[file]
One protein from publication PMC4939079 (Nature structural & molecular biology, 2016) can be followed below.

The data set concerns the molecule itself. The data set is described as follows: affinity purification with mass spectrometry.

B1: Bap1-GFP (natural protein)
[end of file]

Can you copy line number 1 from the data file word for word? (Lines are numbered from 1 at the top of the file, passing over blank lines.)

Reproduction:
One protein from publication PMC4939079 (Nature structural & molecular biology, 2016) can be followed below.